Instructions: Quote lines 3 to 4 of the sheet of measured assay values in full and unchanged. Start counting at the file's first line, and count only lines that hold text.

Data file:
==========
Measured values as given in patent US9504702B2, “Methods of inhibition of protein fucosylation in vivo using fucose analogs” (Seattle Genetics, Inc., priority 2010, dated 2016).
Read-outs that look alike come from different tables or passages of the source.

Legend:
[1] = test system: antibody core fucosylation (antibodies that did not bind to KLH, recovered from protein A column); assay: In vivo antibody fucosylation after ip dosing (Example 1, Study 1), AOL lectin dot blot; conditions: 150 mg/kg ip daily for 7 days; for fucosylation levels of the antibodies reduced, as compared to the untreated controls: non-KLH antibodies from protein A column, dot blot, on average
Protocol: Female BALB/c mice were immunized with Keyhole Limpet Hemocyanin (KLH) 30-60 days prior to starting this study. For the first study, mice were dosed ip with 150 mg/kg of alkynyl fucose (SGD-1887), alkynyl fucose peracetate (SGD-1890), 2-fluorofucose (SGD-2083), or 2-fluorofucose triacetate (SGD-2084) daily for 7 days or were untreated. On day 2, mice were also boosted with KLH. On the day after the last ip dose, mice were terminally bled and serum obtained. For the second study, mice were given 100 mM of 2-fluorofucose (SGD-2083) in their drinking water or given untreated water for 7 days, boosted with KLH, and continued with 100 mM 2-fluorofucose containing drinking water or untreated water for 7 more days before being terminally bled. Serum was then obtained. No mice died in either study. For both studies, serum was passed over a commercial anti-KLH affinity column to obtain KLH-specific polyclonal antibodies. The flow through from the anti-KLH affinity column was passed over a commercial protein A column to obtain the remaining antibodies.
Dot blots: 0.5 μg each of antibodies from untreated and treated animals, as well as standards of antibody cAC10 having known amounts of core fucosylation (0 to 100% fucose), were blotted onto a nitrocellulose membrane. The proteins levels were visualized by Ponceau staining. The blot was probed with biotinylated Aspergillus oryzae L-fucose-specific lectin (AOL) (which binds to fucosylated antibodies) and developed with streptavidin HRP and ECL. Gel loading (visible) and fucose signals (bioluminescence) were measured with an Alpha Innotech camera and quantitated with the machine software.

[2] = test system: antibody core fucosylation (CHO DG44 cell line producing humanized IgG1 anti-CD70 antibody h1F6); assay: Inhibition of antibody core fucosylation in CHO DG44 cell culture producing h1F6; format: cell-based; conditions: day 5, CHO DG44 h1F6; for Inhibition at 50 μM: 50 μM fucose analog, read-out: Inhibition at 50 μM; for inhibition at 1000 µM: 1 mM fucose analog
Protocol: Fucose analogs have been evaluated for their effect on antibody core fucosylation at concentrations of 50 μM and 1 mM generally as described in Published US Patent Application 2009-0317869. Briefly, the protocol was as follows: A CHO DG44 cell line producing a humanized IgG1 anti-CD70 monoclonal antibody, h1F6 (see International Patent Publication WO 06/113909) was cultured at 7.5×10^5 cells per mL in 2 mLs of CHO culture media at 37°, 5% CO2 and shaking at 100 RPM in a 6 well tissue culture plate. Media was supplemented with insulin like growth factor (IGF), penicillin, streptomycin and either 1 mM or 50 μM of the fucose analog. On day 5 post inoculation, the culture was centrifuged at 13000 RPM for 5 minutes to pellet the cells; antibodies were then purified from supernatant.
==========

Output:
Legend:
[1] = test system: antibody core fucosylation (antibodies that did not bind to KLH, recovered from protein A column); assay: In vivo antibody fucosylation after ip dosing (Example 1, Study 1), AOL lectin dot blot; conditions: 150 mg/kg ip daily for 7 days; for fucosylation levels of the antibodies reduced, as compared to the untreated controls: non-KLH antibodies from protein A column, dot blot, on average